Many readers of history often perceive the successes of great individuals and visionaries as having the most impact on human events, but that is actually not often the case. In fact, the people held to be failures and disgraces can have an impact or influence of their own. Such an individual is John Boyd Parker, whose performance in the War of 1812 helped lead to the entire restructuring of the officer corps in the United States Army, an influence he himself vehemently denied and resented.
Boyd was born in 1764 in the small town of Newburyport in Massachusetts. Though he bore witness to many of the events that led up to the American Revolution, but was too young to serve in the war itself. He would have to wait until 1786, when he finally joined the United States Army as an ensign or junior officer, reflecting at least some family influence or education. He served in the army for three years, most notably during the suppression of Shays’ Rebellion in western Massachusetts, but in his desire to see a little more action, he resigned from his commission and traveled, of all places, to India. At this time, India was broken into several princely states, each one vying for dominance over the other, and many sought to do so by employing European or American officers to modernize their militaries along Western lines. Boyd found employment under the Nizam (prince) of Hyderabad, located in the south-central region of the subcontinent. Though he achieved a position of authority over more than a thousand soldiers, he acquired a habit for recklessness and the largest battle he is known to have fought in was a major defeat for Hyderabad. Still, by the time the British began exerting their influence over the subcontinent, Boyd seemed to have served ably enough to maintain his reputation, and make a good deal of money in the process.
Boyd returned to the United States after selling his command in 1798, and ten years later, rejoined the Army as a colonel ten years later, thanks in part to his Democratic-Republican political connections. He participated in the Battle of Tippecanoe under William Henry Harrison, commanding the 4th U.S. Infantry. Once again, he served well enough to warrant a promotion to Brigadier General when a new war with Britain broke out. Then, disaster broke out. Boyd participated in the invasion of Canada under Revolutionary War veteran James Wilkinson. While on the march to Montreal, the Americans confronted a mixed force of British regulars and Canadian militiamen numbering around 900 at Crysler's Farm. Boyd, eager to sweep the enemy aside and in complete command due to Wilkinson claiming illness, led more than twice that number and ordered an assault. It soon became clear, however, that he had underestimated the resistance, and was also unable to effectively coordinate his infantry with his artillery. The British forced the Americans to retreat, and what should have been an easy victory proved to be a complete debacle. Wilkinson blamed Boyd for the loss and placed him in charge of a winter camp in New York, before ordering him again to join in on another failed assault in 1814, for which he also blamed Boyd. Boyd was relieved of further active duties, but loudly protested his treatment from 1816 onwards. However, John Boyd's ruined reputation also had a profound impact on the U.S. military in its own way. Fellow War of 1812 General Winfield Scott became so frustrated at the practice of granting generalships to political appointees, that he began heavily lobbying for improved and modernized officer training. Scott's zeal to prevent disasters like Crysler's Farm by ensuring America had access to a permanent and professional officer corps had a huge impact on the curriculum at West Point.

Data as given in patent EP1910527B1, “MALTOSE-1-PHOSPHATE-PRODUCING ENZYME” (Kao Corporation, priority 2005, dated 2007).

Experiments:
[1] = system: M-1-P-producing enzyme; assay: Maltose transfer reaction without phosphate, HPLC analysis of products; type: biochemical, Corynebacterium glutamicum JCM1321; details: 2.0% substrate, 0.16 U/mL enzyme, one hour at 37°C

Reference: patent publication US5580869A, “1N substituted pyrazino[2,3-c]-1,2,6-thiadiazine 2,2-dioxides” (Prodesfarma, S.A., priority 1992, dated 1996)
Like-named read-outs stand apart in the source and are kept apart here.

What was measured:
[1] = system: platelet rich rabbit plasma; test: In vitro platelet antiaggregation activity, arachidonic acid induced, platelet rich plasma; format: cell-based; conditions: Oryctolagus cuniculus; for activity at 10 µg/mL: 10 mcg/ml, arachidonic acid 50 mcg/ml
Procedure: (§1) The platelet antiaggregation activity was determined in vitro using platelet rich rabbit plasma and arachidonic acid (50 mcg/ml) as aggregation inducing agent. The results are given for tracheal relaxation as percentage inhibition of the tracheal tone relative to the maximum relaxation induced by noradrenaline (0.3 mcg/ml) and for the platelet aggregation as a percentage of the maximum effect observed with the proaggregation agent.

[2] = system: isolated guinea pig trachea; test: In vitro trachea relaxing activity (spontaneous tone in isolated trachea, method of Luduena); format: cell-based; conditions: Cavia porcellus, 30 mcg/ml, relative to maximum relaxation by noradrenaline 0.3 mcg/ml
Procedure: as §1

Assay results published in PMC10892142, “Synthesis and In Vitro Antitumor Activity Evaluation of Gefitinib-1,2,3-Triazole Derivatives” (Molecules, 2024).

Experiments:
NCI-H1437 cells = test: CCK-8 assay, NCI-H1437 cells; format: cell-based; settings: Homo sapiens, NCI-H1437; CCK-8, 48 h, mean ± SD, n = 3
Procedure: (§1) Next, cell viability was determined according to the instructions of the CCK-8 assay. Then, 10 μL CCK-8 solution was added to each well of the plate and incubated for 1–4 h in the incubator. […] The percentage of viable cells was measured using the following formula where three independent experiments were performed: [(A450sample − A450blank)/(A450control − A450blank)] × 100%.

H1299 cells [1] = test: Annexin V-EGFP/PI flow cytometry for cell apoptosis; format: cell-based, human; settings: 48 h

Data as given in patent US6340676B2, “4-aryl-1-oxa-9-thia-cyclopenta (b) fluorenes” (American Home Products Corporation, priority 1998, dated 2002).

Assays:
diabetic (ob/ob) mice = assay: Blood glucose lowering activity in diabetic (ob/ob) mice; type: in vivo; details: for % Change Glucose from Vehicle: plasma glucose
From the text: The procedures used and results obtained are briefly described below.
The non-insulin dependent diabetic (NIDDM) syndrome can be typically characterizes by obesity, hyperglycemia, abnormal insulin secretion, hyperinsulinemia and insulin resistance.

After the war, Boyd became heavily active in local Boston politics under the Democratic-Republican and Democratic banners, as well as supporting various charitable organizations. Serving on the city council in the 1820’s, President Jackson appointed him the port’s Naval Officer in 1829. He died one year later and was buried in Christ Church Cemetery. Interestingly, Boyd never married throughout his life, but his will contained provisions for two of his children. One, a boy named Wallace, was Boyd’s son by a woman named Marie Ruppell, and the other, a girl named Frances, was his daughter by a Muslim woman he met in India named “Housina.” Sadly, Boyd’s arbiters never found Housina and Frances, but Wallace changed his name to John after his father’s passing and grew up to become a prominent ship captain in Boston.